was going to mention osmos as well :P (the initial demo did nothing for me, but people who’ve played it through have said very very good things about its overal form)

    I hope it works out and is generally fun.

    Let us know if you’re ever looking for testers, eh?

    (funny: a lot of blogs I’ve been reading recently have started getting involved with the discourse around games. this is as heartening as one might imagine)

    also, you’re probably not as tied in as you think you are to windows with c#; mono has an xna library, i believe. Have never used c# though, so it might not work (okay i did for the first time last friday).

  7. First… Great game. If I didn’t like it, I wouldn’t be commenting.

    Great graphics, good soundtrack, great controls, yada yada….

    However… it is missing a couple of things.

    First feature I would love to see is the ability to pause. (Or, if the feature exists, documentation on how to implement it would be a must.)

    Second, I don’t understand the “death” mechanics. I understand that the playertoid has limited energy, and that it regains energy as it absorbs mass. However, I don’t understand how or why the energy is used… Is it a function of propulsion, a function of time, or a combination of the two? (It seems to be more a function of time, with a fairly constant drop-off rate, with any function of propulsion being minimal if it exists at all.) Do the blobby nebulae have any bearing on the rate of energy loss?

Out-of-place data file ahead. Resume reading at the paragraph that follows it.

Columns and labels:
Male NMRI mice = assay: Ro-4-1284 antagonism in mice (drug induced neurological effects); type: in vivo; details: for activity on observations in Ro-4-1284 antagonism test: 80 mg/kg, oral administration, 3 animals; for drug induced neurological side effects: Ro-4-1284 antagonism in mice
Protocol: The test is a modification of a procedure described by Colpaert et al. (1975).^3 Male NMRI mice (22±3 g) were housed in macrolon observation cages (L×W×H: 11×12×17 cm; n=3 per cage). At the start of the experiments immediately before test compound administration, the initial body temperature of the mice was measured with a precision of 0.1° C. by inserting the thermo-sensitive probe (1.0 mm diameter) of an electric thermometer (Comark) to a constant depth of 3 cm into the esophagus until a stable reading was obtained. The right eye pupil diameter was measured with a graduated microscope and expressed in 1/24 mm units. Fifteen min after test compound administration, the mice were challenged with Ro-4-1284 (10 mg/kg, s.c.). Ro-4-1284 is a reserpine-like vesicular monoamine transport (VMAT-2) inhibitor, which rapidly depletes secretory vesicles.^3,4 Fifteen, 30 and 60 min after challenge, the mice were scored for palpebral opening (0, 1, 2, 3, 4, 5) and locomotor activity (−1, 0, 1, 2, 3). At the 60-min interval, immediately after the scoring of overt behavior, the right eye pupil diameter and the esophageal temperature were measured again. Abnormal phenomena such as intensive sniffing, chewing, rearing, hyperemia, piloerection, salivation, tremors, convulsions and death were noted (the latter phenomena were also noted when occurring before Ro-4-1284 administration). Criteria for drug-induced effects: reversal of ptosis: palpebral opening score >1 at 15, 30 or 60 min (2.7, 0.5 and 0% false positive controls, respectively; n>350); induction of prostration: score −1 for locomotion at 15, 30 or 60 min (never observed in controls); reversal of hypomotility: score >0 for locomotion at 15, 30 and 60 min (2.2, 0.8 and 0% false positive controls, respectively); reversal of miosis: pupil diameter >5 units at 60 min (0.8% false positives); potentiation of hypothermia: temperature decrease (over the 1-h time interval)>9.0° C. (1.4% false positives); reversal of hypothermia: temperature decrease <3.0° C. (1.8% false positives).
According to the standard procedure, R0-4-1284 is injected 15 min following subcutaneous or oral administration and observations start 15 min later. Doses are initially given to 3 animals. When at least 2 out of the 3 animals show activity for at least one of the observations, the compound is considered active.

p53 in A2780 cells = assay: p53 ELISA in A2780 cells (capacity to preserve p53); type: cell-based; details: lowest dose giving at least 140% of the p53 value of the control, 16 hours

The way to express the amount of energy needs some work… It is expressed based on the color of the ‘veins’ on the playertoid, but my first impression is that I can’t tell how low the energy gets, until it is too late to get to more matter to replenish. I’m happily travelling to a cluster of matter, when suddenly I hear the warning sound, then the veins turn dark, and shortly after, my playertoid is dead.